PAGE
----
by May Bleeker, 30 July 2009
Bullying at work should be easy to identify, but when you are having a hard time with someone it is sometimes difficult to recognize whether it is bullying or just bad chemistry between you.
Not everyone likes everyone equally, and sometimes we just don't get along with certain people.
Bullying is destructive and shouldn't be taken lightly, but take care not to make accusations lightly either. It could be a mistake to label someone a bully, just because you feel put-down by something they said.
It is possible to misread a situation and feel insulted, even when the other person is not actually aggressive or disrespectful. This happens all the time between husbands and wives, why shouldn't it happen at work?
Conflict and differences of opinion are always going to happen between people, even when you are trying to get along. But bullying is different to occasional arguments or upsets.
The difference is in the way that the conflict is handled. If you are taken to task, but in a way that is still respectful, then it is an ordinary confrontation and not bullying.
Even if the other person is angry with you, and says so, does not mean they are 'bullying' you. It all depends on the way that they say it and whether they cross the boundaries of what is regarded as acceptable behaviour.
Bullying at work can take many forms, including:
This is when the bullying is aimed at a personal characteristic that is protected by law. For example:
Bullying relating to race, gender, age, religion, disabilities, marital status, ethnic origin, sexual orientation and gender identity are all protected by law.
Businesses usually have clear guidelines in place for how to deal with this kind of bullying. Because the law is behind it penalties are usually severe and not even bosses can get away with it.
This is when someone makes threats. For example:
I think you better do as I say or you might find things don't work out so well for you here.
If you don't do this I'll make sure you lose your job / never work in this industry again / get given all the worst assignments.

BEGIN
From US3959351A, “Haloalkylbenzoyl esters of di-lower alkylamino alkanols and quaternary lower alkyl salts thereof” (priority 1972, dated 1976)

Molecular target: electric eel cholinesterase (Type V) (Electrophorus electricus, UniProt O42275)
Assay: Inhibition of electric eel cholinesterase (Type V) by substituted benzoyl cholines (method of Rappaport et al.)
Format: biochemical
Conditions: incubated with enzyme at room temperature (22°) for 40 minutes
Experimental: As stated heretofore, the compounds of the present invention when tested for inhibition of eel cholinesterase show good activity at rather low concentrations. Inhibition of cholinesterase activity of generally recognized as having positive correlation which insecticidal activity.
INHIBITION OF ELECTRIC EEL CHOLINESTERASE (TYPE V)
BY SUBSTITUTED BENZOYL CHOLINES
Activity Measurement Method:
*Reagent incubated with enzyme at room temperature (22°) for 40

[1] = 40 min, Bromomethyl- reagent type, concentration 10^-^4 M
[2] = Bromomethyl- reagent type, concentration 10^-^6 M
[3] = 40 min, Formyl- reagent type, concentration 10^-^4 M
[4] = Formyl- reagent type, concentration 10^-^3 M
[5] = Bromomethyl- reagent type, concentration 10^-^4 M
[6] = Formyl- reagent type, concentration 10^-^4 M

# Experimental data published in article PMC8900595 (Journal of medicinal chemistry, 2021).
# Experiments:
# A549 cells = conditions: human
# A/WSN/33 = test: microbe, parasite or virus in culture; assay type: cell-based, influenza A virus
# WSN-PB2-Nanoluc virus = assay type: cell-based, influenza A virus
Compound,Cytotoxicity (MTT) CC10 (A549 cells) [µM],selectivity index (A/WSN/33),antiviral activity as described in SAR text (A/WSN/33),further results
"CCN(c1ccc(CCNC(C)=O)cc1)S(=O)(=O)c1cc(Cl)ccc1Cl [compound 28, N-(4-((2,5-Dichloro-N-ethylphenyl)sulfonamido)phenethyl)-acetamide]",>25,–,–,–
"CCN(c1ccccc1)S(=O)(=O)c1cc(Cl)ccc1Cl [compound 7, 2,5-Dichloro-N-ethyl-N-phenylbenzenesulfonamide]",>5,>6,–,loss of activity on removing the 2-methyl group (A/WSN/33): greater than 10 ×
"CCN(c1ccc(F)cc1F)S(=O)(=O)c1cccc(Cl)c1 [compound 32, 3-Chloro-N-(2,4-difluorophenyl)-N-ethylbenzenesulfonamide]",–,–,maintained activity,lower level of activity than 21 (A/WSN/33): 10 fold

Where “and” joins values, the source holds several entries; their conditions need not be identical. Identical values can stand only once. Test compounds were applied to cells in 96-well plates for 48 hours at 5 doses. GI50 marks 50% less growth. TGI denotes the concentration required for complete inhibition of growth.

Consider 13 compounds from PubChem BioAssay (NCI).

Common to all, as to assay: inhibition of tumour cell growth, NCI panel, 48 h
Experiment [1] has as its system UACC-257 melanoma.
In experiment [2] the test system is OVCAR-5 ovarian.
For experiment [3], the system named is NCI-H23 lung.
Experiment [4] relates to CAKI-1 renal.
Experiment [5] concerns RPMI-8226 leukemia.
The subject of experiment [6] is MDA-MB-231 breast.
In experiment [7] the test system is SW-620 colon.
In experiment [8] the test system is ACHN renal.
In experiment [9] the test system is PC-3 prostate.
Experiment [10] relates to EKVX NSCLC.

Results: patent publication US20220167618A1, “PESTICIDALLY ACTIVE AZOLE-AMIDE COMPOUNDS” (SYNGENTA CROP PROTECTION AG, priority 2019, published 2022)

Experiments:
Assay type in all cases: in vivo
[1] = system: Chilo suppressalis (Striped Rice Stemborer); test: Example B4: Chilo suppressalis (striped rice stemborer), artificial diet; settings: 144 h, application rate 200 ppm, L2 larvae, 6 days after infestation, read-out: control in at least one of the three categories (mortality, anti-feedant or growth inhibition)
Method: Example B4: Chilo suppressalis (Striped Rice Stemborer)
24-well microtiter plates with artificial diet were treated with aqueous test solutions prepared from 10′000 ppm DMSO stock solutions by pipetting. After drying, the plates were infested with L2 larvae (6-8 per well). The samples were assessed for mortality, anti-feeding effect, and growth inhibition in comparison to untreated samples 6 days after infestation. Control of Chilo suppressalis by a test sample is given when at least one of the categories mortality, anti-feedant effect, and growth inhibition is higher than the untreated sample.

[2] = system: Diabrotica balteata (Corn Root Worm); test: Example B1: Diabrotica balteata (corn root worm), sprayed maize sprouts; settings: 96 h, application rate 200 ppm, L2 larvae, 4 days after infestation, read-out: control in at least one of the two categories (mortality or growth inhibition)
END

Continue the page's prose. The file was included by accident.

This is when someone tries to shame you or make you look bad in front of other people. For example:
Making innappropriate jokes about you.
Criticizing you, insulting you, belittling you or telling you off in front of others in order to humiliate you.
Encouraging others to insult or criticize you.
Deliberately speaking over you during meetings.
Yelling or using physically intimidating gestures towards you.
Habitually taking credit for work you have done.
Cheating you out of earnings or 'stealing' clients by deceitful means.
Getting you to do something by misleading you or lying to you.
Deliberately upsetting you or making you angry in order to achieve something or get you to do something you would not have done without their influence.
Making you feel bad or guilty for not doing something. (Someone can only do this if you let them!)
Badmouthing you, telling lies about you or spreading false rumours about you - this includes gossiping.
Twisting events or deliberately highlighting your weaknesses to others when they have something to gain by it.
Blatantly ignoring you or ostracizing you (deliberately cutting you out of social events, discussions, meetings etc).
Blaming you for errors they or others have made (passing the buck).
Setting you up for failure by purposefully delaying or withholding important pieces of information or 'losing' vital pieces of equipment.
If you are experiencing any of the above then you may well be experiencing bullying at work. This type of treatment eats away at your self esteem, and causes stress and anxiety that can eventually erode your health too.
You deserve to be treated with respect at work. Don't hesitate to take steps to address bullying.
But if you are often on the receiving end of these types of behaviour, also try to see what you might be doing that forms part of this 'critical circle'. One way to break out of it, is to identify what you can do differently.
Read the articles below for some ideas on how to handle different forms of bullying at work. You need a different approach for dealing with bullying from a manager or a co-worker.